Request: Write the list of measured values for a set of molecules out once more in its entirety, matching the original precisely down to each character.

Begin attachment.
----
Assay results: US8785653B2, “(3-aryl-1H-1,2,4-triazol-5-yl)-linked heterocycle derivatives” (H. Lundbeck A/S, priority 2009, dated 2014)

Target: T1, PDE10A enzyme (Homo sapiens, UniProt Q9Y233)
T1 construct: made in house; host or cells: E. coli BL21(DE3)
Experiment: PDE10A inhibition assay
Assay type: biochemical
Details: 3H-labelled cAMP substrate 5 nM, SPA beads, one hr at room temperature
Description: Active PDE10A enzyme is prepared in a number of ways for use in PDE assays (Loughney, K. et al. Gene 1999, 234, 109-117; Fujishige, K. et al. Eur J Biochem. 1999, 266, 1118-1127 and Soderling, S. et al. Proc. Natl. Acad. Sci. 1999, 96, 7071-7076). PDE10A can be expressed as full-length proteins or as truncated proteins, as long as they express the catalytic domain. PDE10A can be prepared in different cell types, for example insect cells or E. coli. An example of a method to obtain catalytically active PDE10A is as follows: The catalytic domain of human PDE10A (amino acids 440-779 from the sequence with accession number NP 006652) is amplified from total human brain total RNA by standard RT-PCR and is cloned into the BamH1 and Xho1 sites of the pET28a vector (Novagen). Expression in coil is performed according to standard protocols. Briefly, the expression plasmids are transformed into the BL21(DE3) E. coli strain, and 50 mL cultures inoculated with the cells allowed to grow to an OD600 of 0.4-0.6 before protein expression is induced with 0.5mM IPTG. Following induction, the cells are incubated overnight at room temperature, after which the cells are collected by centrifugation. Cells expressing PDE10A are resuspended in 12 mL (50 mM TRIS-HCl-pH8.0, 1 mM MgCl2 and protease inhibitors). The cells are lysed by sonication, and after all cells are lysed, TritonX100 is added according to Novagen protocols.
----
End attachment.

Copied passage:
Assay results: US8785653B2, “(3-aryl-1H-1,2,4-triazol-5-yl)-linked heterocycle derivatives” (H. Lundbeck A/S, priority 2009, dated 2014)

Target: T1, PDE10A enzyme (Homo sapiens, UniProt Q9Y233)
T1 construct: made in house; host or cells: E. coli BL21(DE3)
Experiment: PDE10A inhibition assay
Assay type: biochemical
Details: 3H-labelled cAMP substrate 5 nM, SPA beads, one hr at room temperature
Description: Active PDE10A enzyme is prepared in a number of ways for use in PDE assays (Loughney, K. et al. Gene 1999, 234, 109-117; Fujishige, K. et al. Eur J Biochem. 1999, 266, 1118-1127 and Soderling, S. et al. Proc. Natl. Acad. Sci. 1999, 96, 7071-7076). PDE10A can be expressed as full-length proteins or as truncated proteins, as long as they express the catalytic domain. PDE10A can be prepared in different cell types, for example insect cells or E. coli. An example of a method to obtain catalytically active PDE10A is as follows: The catalytic domain of human PDE10A (amino acids 440-779 from the sequence with accession number NP 006652) is amplified from total human brain total RNA by standard RT-PCR and is cloned into the BamH1 and Xho1 sites of the pET28a vector (Novagen). Expression in coil is performed according to standard protocols. Briefly, the expression plasmids are transformed into the BL21(DE3) E. coli strain, and 50 mL cultures inoculated with the cells allowed to grow to an OD600 of 0.4-0.6 before protein expression is induced with 0.5mM IPTG. Following induction, the cells are incubated overnight at room temperature, after which the cells are collected by centrifugation. Cells expressing PDE10A are resuspended in 12 mL (50 mM TRIS-HCl-pH8.0, 1 mM MgCl2 and protease inhibitors). The cells are lysed by sonication, and after all cells are lysed, TritonX100 is added according to Novagen protocols.